Gorokhovsky, Elliot (School: Bluffton High School)
Python's list.sort() is uses an extremely sophisticated and highly tuned algorithm, designed to minimize the number of comparisons necessary to sort lists with real-world structure. However, no thought is given to the cost of the individual comparisons: the only compare function available to the sort routine is the default object compare. This is unfortunate, since comparisons in any dynamic language, Python included, are extremely expensive: before two objects can be compared, they must first be type-checked, and possibly subjected to other safety checks, to ensure the appropriate compare implementation is used. In sorting, this is usually entirely unnecessary, since real-world lists with well-defined orderings are almost always type-homogeneous. We demonstrate, operating under weak assumptions about the distribution of real-world data, that by instead safety-checking in a single pre-sort pass, it is possible to overcome much of the overhead of dynamic dispatch in comparisons. While this idea could be implemented for any dynamic language, in this project, it was implemented in the CPython interpreter as a simple patch, with benchmarks demonstrating speed-ups of 30-50% for data types commonly encountered in practice. These numbers suggest that taking the time to prove (at runtime) assumptions about real-world data, in the case where all the relevant objects are available for examination in advance, is an extremely useful method for optimizing the execution of algorithms in dynamic languages. As of this writing, these changes have been approved for inclusion in Python 3.7.0 alpha 1.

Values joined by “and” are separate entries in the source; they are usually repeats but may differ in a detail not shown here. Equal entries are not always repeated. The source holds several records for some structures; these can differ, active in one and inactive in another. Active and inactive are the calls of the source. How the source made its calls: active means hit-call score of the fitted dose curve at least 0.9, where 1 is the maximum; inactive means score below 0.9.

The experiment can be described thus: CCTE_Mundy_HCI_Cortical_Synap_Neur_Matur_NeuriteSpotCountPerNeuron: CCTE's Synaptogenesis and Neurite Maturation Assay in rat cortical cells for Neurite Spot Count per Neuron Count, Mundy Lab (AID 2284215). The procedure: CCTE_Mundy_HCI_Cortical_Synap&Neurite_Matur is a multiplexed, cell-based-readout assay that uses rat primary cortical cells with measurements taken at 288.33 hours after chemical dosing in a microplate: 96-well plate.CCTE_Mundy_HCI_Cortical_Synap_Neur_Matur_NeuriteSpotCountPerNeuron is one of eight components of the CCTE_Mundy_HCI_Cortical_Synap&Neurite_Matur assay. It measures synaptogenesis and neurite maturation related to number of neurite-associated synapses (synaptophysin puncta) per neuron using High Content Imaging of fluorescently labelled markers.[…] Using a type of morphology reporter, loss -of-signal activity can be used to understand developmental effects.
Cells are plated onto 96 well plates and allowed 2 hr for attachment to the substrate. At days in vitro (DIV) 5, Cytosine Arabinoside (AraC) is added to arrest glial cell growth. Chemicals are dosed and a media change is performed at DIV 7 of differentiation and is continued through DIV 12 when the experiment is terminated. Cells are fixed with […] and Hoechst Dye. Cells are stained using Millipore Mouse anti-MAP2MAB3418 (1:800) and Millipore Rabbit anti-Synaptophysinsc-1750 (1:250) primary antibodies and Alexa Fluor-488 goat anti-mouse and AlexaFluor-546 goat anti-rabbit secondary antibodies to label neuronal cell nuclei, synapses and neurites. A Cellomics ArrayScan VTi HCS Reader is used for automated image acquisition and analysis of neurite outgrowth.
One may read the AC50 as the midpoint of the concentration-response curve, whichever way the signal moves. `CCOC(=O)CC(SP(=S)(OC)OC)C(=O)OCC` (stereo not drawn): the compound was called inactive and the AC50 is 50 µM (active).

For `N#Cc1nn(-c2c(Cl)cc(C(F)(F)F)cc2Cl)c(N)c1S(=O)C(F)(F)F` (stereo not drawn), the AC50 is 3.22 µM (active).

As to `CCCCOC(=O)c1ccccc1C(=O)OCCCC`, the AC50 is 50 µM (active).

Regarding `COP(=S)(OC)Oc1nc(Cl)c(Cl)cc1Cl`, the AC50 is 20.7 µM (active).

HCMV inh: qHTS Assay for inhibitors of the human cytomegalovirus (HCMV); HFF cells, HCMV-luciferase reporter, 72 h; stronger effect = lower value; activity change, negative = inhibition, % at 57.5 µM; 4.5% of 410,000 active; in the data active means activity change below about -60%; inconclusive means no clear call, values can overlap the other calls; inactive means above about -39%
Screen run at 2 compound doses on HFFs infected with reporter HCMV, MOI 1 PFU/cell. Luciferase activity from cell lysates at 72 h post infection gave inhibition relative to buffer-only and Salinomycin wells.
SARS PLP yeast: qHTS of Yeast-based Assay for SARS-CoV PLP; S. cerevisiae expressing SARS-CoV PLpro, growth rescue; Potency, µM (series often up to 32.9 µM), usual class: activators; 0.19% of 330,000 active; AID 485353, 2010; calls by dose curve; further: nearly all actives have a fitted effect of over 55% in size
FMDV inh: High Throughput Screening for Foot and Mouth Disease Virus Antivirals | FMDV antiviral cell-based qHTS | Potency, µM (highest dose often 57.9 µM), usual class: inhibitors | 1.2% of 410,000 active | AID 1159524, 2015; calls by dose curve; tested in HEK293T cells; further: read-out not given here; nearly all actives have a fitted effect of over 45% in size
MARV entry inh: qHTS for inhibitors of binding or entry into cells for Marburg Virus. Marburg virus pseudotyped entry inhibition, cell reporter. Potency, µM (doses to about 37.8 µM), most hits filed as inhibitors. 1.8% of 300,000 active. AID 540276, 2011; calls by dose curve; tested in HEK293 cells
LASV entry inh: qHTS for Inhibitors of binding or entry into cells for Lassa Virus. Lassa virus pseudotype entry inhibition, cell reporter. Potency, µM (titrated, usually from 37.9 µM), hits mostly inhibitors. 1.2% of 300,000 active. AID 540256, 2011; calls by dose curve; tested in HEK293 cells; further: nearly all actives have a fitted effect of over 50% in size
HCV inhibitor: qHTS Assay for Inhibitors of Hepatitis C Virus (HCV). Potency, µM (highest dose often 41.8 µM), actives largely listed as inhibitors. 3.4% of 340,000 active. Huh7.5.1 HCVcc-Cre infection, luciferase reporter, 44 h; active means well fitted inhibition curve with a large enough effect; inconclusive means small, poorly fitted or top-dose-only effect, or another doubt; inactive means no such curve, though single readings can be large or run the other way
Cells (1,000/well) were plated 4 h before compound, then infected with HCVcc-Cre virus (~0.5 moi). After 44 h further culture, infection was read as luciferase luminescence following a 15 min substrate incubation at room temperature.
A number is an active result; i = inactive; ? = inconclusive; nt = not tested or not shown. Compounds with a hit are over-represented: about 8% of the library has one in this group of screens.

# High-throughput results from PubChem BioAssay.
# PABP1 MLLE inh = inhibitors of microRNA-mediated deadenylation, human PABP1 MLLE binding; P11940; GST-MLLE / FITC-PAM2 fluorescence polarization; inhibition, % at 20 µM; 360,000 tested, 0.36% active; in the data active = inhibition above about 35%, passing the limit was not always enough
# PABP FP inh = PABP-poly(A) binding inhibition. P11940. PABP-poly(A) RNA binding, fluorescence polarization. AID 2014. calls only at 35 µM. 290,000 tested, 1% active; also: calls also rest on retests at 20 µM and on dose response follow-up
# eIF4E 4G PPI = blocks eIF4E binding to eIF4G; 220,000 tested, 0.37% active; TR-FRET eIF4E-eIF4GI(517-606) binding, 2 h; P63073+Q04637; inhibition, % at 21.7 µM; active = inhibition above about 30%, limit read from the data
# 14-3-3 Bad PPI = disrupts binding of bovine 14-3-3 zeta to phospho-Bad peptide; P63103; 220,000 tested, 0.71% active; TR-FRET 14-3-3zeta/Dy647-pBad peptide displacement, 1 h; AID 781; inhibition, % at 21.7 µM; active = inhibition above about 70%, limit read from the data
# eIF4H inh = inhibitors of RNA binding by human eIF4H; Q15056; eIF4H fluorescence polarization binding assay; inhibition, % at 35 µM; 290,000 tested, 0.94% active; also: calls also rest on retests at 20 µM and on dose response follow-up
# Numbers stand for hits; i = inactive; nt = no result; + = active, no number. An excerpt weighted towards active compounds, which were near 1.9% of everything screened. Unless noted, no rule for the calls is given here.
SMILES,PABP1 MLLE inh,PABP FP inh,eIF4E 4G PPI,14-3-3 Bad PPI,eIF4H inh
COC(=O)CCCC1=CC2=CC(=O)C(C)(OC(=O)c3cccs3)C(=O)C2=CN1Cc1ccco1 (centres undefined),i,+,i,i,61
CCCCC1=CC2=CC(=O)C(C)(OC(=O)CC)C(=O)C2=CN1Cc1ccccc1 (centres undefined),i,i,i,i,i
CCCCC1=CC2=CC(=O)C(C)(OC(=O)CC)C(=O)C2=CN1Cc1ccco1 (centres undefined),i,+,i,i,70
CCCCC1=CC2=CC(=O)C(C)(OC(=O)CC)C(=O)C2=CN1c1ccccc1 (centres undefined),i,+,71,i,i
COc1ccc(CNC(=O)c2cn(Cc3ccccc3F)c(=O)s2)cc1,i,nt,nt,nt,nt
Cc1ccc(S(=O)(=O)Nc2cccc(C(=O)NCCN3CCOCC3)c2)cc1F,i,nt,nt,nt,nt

First Award of $5,000
Fondazione Bruno Kessler: Award to Travel to Trento, Italy to participate in summer school "Web Valley"
Association for Computing Machinery: First Award of $1,000